Monthly Archives: June 2013

Raising Walls


We have progressed as far as raising the walls.

Heating coils

With help from son Wayne and wife Bobbi, I was able to run the heating coils for the floor.. This is a much larger, and more difficult, job than it appears.

You will notice that I used cross bracing, instead of blocking,  between the floor joists. This avoids pulling pipe through holes drilled in the blocking. When installing this type of bracing, fasten the top only, until after the floor deck is down. This allows you to adjust joist spacing as you fasten the sub-floor. We used construction glue (PL400) and spiral nails to fasten the deck. Neighbor Bill helped me and this was only a short days work.

When framing, I use two air nailers. A coil framing nailer holds more 2 inch nails for applying sheathing. It saves time by not having to change nails in your gun. I have a Paslode coil nailer that I purchased used for 50 dollars. My Mastercraft nailer is a new one purchased at a yard sale for 40 dollars. I am pretty certain that I can get my money back when the project is finished, if I so desire.

Subfloor installed

Sub-floor done and ready for walls

One of our next steps was to apply waterproofing to the foundation. In this case it was likely not really necessary, considering soil conditions and the type of foundation, but it is always better to err on the side of caution. This is my son Wayne and myself preparing for the job. Needless to say, I let  Wayne get splattered with the tarry stuff.

Foundation waterproofing

Let the tarring begin

The rubber boots I am wearing has been a wardrobe necessity lately. With the historic floods occurring in Alberta right now, I am glad we are high and and a little drier.

I am beginning to need a haircut rather badly, but hate to take the time. I guess I am lucky to have hair at my age.

Once the waterproofing was done we began building walls

Building a wall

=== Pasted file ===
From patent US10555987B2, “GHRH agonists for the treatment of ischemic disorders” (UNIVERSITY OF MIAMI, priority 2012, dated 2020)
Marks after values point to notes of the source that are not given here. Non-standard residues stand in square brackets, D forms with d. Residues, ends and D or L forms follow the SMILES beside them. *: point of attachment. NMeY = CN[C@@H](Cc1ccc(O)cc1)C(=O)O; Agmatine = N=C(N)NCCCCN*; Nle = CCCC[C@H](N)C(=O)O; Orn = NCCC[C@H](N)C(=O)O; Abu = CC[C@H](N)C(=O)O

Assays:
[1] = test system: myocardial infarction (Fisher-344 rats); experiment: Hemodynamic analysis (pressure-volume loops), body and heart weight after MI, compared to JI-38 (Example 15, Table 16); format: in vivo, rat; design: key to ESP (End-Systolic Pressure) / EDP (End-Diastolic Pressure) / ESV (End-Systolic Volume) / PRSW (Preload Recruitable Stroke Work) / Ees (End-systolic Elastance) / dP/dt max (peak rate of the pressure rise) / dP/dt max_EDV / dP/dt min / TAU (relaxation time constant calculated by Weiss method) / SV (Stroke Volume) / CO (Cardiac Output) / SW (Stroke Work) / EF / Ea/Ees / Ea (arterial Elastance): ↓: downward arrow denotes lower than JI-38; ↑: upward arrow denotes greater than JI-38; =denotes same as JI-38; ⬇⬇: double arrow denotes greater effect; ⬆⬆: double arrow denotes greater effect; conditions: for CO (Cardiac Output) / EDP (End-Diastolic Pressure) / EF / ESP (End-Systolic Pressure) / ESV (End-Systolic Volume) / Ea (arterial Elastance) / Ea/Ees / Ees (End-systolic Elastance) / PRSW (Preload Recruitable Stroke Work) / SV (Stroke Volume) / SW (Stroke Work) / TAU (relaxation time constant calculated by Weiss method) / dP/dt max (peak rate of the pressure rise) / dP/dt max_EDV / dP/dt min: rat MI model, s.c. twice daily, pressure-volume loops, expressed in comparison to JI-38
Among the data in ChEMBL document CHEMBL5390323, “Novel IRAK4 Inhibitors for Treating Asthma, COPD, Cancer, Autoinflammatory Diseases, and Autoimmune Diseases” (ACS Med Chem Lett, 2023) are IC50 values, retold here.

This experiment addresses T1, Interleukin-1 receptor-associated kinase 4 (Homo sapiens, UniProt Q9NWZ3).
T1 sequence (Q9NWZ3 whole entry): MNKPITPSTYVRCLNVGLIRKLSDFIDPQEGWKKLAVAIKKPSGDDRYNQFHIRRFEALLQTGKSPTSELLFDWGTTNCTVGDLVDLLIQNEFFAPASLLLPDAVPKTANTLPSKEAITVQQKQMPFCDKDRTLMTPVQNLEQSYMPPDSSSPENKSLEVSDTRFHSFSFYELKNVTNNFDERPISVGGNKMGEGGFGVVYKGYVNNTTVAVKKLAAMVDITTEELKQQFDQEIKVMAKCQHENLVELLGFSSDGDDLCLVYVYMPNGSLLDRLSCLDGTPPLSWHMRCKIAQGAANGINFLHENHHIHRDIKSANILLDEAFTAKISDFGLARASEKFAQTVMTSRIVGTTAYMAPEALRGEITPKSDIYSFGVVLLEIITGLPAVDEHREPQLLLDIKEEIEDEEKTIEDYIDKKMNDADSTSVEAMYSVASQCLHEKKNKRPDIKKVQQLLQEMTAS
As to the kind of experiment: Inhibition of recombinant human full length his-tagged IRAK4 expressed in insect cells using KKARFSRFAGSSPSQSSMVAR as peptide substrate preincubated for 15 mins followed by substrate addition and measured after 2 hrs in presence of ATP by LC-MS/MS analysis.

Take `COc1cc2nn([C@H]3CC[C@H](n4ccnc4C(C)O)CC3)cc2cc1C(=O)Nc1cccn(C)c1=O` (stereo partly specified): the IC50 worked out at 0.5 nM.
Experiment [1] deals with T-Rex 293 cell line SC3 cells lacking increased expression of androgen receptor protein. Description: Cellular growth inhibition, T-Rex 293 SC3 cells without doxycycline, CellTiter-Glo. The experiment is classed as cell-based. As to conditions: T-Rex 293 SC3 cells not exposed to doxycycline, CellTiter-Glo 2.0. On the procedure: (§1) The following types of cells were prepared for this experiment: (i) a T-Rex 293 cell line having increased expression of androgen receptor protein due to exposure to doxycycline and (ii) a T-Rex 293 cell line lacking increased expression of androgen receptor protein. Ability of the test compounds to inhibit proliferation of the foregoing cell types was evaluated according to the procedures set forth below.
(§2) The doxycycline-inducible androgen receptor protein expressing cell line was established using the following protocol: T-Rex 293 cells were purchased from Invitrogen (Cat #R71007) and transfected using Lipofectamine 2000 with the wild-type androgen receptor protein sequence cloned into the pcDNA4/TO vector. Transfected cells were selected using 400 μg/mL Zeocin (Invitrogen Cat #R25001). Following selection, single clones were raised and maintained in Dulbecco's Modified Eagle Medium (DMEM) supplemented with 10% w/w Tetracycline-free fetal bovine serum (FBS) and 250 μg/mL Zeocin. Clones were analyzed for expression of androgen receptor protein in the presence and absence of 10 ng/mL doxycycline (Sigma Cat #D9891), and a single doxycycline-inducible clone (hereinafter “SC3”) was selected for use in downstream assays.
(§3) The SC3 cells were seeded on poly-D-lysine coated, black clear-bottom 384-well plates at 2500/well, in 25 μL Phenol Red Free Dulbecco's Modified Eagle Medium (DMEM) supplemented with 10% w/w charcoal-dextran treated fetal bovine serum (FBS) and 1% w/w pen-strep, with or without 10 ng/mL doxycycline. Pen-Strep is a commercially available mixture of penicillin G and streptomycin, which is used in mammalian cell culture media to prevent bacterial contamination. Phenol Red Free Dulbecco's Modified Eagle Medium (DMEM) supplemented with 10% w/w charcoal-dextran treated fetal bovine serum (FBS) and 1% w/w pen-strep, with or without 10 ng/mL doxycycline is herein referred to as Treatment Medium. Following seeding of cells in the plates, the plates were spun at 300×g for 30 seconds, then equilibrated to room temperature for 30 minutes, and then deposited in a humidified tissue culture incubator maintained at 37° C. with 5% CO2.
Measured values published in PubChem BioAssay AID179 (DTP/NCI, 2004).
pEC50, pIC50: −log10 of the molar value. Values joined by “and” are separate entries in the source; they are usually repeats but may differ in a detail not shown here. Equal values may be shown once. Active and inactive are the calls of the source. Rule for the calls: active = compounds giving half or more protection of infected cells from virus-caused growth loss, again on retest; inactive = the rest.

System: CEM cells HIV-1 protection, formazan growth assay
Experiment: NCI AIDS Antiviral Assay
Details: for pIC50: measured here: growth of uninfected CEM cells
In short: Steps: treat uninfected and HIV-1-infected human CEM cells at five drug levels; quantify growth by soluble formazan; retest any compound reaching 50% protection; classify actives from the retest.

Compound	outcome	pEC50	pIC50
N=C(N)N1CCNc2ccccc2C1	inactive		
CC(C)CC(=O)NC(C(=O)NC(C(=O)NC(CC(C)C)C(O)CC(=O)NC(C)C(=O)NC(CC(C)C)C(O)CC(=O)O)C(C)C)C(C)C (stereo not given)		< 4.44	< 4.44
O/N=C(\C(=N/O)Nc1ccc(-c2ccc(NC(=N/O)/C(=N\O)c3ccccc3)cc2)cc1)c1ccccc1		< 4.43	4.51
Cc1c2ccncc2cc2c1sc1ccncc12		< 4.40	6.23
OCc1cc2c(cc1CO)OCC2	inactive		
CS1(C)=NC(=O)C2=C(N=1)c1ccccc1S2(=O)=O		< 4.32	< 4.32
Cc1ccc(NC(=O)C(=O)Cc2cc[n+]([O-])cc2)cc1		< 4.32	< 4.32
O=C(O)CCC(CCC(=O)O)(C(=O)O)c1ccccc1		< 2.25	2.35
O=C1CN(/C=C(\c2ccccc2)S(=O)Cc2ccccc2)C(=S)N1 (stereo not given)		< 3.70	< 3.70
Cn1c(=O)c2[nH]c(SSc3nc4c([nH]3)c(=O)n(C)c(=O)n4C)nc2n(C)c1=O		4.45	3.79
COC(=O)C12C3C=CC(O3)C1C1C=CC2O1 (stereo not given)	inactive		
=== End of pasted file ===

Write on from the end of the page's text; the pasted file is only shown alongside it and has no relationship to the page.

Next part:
Building a wall

The two longest walls have been built and I am preparing to raise one. Notice that I am installing stops to prevent pushing the wall too far. Necessary when you have little help.

The bottom of the wall is toe nailed to the floor to prevent it sliding off. Just a few nails are necessary.

Preparing to raise a wall

Preparing to raise a wall

Nieghbor Bill helped to raise these two longer walls. With jacks, it is possible for one person to acomplish this but it is faster with two.

A wall is raised

A wall is raised

Don’t skimp on bracing. I have several times seen walls blown down, due to insufficient bracing.

These are the jacks that make raising a wall possible without help.

Tools to raise a wall

One person can raise a wall with these

The two side walls are up.

Raising walls

Side walls up and laying out the end walls

The headers over the window and door are two 2 x 10 and a 2 x 6 with insulation in the middle. These walls bear the weight of the roof, so adequate headers are essential. A bit of overkill doesn’t hurt here.

Window header in bearing wall

Window header in bearing wall

The end walls going up. You may note that the end walls are not completely sheathed. This allows for sheating to tie the walls together. Considerable strength is added. Sheathing is also applied to allow for tying the wall to the top foundation plate. Just a little more wind resistance.

Raising an end wall

End wall going up

Raising an end wall

Raising an end wall

The toe nails holding the wall were mostly pulled out and this wall was still threathening to slide so I put in a few more for insurance.

We acquired a supervisor this week.

Our cute dog helping out

Our new supervisor

Oh,oh, It is too hot out here. I think I will find some damp floor in the shade.

Puppy in the shade

It is hot. Must find shade